But it soon made up for lost time. After the first one (NC 18113) was delivered on 1 October 1937, eight more were added to the fleet before the end of the year, and two more in 1939. These were powered by the popular Wright Cyclone engine, as were most of the early production DSTs (Douglas Sleeper Transports) and DC-3s, but thereafter, the Pratt & Whitney Double Wasp engines were preferred.
Post-War AcquisitionsAfter the war, Pan Am did something it had never done before it bought second-hand aircraft ó DC-3s, of course. No doubt its engineering staff ensured that it had the cream of the crop of war-surplus C-47s, C-53s, and other varieties of the basic breed, but the fact of the matter was that even Pan Am could not pass up the opportunity to acquire perfectly serviceable workhorse airliners for about $5000 to $8000 each.
It is sufficient to state that Pan American and its cohorts probably owned, at one time or another, about 90 DC-3s, including ex-military conversions; and that is a substantial number, by any standards.
DevelopmentAmerican Airlines' sponsorship of the DC-3, at the recommendation of its chief engineer, Bill Littlewood, to his president, C. R. Smith, is one of the best known stories in the entire history of airline folklore. Originally specified as a sleeper, with 14 berths, it first went into service as a 21-seat dayplane between New York and Chicago on 25 June 1936. With its fuselage widened to accommodate three abreast seating against the DC-2's two (and this was later increased to four abreast with improved seat design) the DC-3s, success was guaranteed. As C. R. Smith was never tired of recalling, the Douglas airliner heralded the realization that, given good loads, an airline could make money without subsidy or mail payments.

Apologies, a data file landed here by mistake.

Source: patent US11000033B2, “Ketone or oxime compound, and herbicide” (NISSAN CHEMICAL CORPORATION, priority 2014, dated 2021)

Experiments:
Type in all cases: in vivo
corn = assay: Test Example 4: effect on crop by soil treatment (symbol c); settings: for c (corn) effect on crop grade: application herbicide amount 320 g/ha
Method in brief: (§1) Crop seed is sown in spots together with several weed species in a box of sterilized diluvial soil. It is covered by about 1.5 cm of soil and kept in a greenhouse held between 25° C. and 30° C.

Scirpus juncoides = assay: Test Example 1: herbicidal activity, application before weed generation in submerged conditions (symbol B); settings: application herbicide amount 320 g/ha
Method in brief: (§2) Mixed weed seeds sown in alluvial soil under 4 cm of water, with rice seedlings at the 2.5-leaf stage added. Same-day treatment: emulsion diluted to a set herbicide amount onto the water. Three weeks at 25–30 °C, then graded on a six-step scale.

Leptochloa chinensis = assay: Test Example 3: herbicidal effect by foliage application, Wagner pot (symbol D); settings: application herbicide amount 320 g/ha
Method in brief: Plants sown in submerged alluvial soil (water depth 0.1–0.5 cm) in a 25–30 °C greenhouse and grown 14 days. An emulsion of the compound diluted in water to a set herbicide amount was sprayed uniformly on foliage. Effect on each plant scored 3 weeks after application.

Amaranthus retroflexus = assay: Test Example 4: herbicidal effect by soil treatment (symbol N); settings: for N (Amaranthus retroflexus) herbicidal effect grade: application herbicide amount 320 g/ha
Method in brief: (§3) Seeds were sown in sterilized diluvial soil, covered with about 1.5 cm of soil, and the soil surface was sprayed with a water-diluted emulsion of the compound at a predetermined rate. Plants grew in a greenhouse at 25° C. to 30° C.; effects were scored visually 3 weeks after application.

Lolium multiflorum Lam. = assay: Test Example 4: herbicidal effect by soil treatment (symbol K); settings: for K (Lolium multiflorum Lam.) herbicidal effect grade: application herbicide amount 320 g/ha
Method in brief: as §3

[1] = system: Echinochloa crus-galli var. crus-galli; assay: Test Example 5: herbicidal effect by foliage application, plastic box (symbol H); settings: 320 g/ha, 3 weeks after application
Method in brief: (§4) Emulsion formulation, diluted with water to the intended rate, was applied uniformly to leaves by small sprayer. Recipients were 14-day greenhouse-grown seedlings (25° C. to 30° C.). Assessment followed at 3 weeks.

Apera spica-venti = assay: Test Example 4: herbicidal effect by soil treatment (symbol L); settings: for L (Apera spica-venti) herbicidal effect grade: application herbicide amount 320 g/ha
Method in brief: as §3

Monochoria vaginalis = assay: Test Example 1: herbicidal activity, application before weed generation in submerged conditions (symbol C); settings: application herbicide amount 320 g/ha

By the 1940s, some 85% of the fleets of all the U.S. domestic airlines consisted of DC-3s and much of the balance was made up of DC-2s. With this aircraft, Douglas attained a commercial airliner leadership which it did not surrender until the advent of the jet age.
The NumbersDC-3 production statistics, at least the astonishing total of more than 13,000 of all versions, civil and military, are almost as well known as the launching story. For the record, 10,926 were built in the United States, of which, however, only 433 were originally DC-3s or DSTs. All the rest were converted from military types, mainly C-47s. 803 DC-3s of all types rolled off the production lines at Santa Monica. More than 4,000 were built at Long Beach and more than 6,000 at Oklahoma City and Chicago. Exact figures are difficult to assess with absolute precision, as a few aircraft were rebuilt, and may have been counted twice.
Overseas, a few were assembled by Fokker, and 487 were built in Japan, 71 by Nakajima, all for the Japanese Navy, and 416 by Showa. The number of DC-3s built under license in the Soviet Union, as Lisunov Li-2s, is uncertain. Approximately 2,500 are believed to have been built during World War II, but there are also reports that production continued after the war.
Because of the enormous wartime production, and the aircraft's own inherent qualities, the DC-3 has more nearly approached immortality than any other aircraft, military or civil. Perhaps the most amazing statistic of all is that, without counting hulks or derelicts, there are still at least 800, and possibly more, of the veteran Douglas twin flying today - none less than 42 years old. The type has never been grounded.